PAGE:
It is a common misconception that marijuana abuse is relatively harmless. Despite the popular belief that marijuana is not addictive, the National Institute on Drug Abuse (NIDA) warns that 9 percent of those who use the drug will become dependent on it. When someone begins using marijuana before their brain has fully developed, like in their teenage years, this risk of dependency jumps to 17 percent.
Over 4 million Americans (over age 11) battled a marijuana use disorder in 2014, according to the National Survey on Drug Use and Health (NSDUH). Marijuana is the most commonly abused illicit drug in the United States, and twice as many people are dependent on cannabis than any other illegal psychoactive substance (like heroin or cocaine, for instance), the journal Addiction Science & Clinical Practice publishes.
The main active ingredient in marijuana, THC (delta-9-tetrahydrocannabinol) is a psychoactive chemical that enhances moods, alters perceptions, and impairs motor coordination as well as learning and memory functions, the National Highway Traffic Safety Association (NHTSA) reports. THC binds to cannabinoid receptors in the brain and increases levels of dopamine, thus elevating pleasure. Regions of the brain responsible for short-term memory, mood regulation, executive learning functions, and psychomotor skills are affected.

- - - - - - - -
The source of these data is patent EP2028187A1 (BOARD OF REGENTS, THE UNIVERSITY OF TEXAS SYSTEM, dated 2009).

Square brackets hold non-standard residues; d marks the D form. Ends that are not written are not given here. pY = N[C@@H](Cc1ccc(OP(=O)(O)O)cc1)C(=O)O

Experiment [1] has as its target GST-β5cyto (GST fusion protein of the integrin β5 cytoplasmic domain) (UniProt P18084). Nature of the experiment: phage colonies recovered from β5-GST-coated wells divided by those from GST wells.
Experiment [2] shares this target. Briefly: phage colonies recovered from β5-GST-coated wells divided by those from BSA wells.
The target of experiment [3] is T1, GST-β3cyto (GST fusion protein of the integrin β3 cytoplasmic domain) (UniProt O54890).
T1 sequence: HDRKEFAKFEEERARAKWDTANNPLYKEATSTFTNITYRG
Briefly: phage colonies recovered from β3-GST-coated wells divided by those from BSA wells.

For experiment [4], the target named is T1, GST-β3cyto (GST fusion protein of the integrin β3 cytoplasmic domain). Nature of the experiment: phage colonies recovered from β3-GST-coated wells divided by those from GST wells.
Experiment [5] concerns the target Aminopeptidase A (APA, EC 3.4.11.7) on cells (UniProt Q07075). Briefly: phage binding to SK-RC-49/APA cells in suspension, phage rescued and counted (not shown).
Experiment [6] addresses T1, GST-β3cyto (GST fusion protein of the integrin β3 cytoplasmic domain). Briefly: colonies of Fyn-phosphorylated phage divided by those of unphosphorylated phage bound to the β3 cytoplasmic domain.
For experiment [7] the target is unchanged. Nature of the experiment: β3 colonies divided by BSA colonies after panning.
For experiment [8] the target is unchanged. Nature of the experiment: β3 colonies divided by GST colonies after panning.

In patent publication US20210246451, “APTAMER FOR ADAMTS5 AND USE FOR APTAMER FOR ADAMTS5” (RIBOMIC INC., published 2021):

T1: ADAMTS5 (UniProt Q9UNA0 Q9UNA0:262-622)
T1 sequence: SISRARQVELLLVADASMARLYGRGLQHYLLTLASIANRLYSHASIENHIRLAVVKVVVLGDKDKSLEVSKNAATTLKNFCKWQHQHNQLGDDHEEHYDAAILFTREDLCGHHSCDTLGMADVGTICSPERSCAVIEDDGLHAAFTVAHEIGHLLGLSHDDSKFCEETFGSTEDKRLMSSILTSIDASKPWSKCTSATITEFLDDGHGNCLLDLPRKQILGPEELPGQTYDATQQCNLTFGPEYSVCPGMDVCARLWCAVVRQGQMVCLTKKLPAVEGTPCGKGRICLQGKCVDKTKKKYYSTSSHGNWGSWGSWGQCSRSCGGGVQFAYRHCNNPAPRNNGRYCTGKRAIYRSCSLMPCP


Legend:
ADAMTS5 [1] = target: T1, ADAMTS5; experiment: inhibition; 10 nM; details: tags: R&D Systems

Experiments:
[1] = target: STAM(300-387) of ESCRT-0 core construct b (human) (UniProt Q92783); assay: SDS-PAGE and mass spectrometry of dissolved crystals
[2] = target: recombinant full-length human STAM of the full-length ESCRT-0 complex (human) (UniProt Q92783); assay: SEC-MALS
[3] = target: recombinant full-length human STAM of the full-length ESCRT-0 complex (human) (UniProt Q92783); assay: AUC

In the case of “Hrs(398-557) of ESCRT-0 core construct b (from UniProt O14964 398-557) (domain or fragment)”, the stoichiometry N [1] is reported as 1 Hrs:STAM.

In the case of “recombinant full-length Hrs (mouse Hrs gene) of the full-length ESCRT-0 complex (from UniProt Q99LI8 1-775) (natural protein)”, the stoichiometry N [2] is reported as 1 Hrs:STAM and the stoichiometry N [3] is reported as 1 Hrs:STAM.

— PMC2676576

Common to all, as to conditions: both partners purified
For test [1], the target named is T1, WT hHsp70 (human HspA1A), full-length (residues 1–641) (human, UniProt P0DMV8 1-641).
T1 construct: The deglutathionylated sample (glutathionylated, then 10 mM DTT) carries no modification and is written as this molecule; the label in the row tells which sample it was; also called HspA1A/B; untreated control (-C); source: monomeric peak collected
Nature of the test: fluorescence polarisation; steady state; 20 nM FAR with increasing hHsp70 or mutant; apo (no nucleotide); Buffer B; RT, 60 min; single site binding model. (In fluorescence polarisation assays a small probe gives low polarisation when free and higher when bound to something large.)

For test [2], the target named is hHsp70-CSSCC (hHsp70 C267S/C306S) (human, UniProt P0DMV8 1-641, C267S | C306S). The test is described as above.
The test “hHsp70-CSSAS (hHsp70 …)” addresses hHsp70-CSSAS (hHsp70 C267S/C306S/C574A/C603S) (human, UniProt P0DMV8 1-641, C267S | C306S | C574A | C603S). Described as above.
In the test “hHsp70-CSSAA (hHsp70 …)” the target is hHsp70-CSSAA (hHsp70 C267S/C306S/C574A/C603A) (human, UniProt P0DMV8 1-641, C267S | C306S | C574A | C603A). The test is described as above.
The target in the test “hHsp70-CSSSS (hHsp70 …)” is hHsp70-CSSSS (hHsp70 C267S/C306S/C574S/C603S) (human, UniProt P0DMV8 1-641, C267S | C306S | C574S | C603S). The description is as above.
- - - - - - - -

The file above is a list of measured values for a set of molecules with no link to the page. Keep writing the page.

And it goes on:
With regular use of a THC-containing drug like marijuana, brain chemistry and circuitry can be altered. When this happens, withdrawal symptoms can occur when the dosage is lowered or drug use is stopped. There are many methods for easing withdrawal from THC and smoothing out detox. These treatment methods are best employed in a specialized facility staffed by highly trained professionals.
Someone who has been using marijuana regularly, in high doses and for a long time, is likely significantly dependent on THC, making withdrawal symptoms more intense. Marijuana withdrawal symptoms are considered mild when compared to some other illicit drugs like heroin; however, drug cravings, irritability, night sweats, insomnia, vivid dreams or nightmares, hostility and anger, depression, anxiety, tremors, decreased appetite, headache, and stomach upset may be common side effects of THC withdrawal. The more heavily dependent a person is on THC, the more difficult and prolonged these symptoms will be.
Marijuana, and therefore THC, withdrawal duration generally follows this timeline, as outlined by the journal Addiction Science & Clinical Practice: